"What's that got to do with the price of pickles in Park Slope?"

Wilson Gray hwgray at GMAIL.COM
Sat Oct 22 20:50:10 UTC 2011

On Sat, Oct 22, 2011 at 10:39 AM, Arnold Zwicky <zwicky at stanford.edu> wrote:
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> Sender: Â  Â  Â  American Dialect Society <ADS-L at LISTSERV.UGA.EDU>
> Poster: Â  Â  Â  Arnold Zwicky <zwicky at STANFORD.EDU>
> Subject: Â  Â  Â Re: "What's that got to do with the price of pickles in Park
> Â  Â  Â  Â  Â  Â  Â Slope?"
> -------------------------------------------------------------------------------
> On Oct 21, 2011, at 3:41 PM, Wilson Gray wrote:
>> From Law & Order. Probably artificial.
> what does "artificial" mean in this context? Â this is either a playful variation on the "price of tea in China" expression or an instance of a Price of X in Y snowclone (developed from the tea-in-China version), and like many occurrences of playful variations and snowclones, it was intentionally devised by a user. Â how does that make it "artificial"? Â (what would a non-artificial example be like?)
> arnold
> ------------------------------------------------------------
> The American Dialect Society - http://www.americandialect.org

I mean that, very likely, a scriptwriter, who could easily have used
the banal "price of tea in China" bit that's been around "since mother
was a girl," as my mother used to say, instead, being familiar with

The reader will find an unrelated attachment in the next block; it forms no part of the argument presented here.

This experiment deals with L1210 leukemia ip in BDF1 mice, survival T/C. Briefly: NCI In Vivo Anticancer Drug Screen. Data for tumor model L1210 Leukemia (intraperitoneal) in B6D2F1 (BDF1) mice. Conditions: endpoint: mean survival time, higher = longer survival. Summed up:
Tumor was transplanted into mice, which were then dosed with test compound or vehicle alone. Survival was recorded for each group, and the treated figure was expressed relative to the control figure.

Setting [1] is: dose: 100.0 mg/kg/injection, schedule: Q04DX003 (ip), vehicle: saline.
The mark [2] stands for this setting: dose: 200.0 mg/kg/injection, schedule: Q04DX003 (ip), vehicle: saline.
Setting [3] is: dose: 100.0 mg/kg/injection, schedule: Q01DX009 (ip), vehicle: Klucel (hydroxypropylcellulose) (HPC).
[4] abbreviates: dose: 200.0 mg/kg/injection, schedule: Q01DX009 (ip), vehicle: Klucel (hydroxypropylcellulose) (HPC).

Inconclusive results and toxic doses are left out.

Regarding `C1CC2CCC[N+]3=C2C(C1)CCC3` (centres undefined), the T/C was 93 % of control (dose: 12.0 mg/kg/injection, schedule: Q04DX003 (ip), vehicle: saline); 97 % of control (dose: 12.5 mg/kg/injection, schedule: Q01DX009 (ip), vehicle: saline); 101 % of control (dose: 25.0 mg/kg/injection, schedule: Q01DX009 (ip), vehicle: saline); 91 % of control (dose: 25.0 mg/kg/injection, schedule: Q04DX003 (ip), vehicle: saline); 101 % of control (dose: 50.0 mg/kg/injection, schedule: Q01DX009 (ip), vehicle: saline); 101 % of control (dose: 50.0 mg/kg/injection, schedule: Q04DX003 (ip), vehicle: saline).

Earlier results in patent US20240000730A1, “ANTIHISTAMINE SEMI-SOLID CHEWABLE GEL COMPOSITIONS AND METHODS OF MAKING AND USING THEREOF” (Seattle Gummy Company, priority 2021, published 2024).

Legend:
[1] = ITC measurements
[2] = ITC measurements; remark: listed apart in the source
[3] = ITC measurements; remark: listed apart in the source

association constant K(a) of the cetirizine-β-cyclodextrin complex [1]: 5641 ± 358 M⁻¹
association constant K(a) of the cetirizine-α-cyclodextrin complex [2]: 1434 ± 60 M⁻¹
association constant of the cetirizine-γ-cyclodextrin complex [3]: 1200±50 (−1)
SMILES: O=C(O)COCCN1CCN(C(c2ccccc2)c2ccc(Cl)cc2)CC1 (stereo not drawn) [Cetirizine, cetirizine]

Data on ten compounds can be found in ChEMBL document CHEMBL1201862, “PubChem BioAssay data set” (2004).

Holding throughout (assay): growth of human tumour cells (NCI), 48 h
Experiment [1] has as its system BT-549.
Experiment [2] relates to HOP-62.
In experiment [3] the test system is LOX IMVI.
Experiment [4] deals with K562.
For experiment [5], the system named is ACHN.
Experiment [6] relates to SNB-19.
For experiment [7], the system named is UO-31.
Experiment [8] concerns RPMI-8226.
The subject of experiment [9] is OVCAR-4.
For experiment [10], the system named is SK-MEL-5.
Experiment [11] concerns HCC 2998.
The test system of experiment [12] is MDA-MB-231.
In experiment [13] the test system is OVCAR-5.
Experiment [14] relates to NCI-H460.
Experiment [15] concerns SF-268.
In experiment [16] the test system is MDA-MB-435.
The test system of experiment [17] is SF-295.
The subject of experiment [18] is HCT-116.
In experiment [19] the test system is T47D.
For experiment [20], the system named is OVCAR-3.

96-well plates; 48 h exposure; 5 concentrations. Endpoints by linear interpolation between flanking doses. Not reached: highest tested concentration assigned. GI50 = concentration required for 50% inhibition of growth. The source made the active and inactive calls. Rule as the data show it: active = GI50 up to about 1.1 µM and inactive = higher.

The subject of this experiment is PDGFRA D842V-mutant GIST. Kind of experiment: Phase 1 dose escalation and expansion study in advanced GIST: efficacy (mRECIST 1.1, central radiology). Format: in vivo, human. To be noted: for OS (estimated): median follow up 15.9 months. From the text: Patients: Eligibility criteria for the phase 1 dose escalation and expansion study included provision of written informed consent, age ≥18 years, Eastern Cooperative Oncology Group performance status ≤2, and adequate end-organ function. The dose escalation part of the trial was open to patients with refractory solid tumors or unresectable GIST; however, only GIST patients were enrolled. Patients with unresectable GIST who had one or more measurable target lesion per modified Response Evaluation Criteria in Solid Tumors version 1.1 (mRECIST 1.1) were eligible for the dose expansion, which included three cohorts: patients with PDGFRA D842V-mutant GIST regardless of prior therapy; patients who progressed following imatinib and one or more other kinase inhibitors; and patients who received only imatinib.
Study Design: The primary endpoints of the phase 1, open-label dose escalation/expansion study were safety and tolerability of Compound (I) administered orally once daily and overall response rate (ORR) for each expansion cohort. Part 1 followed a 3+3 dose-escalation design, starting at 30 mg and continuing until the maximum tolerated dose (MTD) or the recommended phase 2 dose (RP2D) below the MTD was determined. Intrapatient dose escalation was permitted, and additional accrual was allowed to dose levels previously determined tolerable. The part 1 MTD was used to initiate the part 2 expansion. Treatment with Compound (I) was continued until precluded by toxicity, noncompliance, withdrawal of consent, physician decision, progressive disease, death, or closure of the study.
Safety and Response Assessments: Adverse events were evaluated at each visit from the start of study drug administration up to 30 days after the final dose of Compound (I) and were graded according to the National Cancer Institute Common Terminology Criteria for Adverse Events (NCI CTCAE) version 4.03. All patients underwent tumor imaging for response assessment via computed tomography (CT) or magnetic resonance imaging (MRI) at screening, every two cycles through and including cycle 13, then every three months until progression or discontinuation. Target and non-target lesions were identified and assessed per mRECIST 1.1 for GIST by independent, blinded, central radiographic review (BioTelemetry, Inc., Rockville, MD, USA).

the 'hoods of The City, _consciously_ decided to concoct a snappier
version - with three-part alliteration - and use that, instead, as he
sat at his computer.

Of course, it's also possible that the speaker ad-hocced it.
Youneverknow. Everyday people do it and an experienced actor is
certainly capable of doing that. It's also possible that the
_scriptwriter_ had heard the "pickles" version in the wild and decided
to use it. And no, I wouldn't call that "artificial."

Back in the day, a discussion of what musical instruments it would be
desirable for one's future wife to play ended in laughter when one of
the guys allowed as how he just wanted his wife to play the organ.

It's not likely that the speaker had, somehow, foreseen that precisely
that situation would arise and, therefore, had composed his quip
accordingly, merely waiting for the arrival of the right moment to
toss it into the discussion.

This is certainly, IMO, a non-artificial example.

Needless to say, a scriptwriter *can* "foresee," so to speak, the flow
of a conversation and plan what will be said.

All say, "How hard it is that we have to die!"---a strange complaint
to come from the mouths of people who have had to live.
-Mark Twain

The American Dialect Society - http://www.americandialect.org

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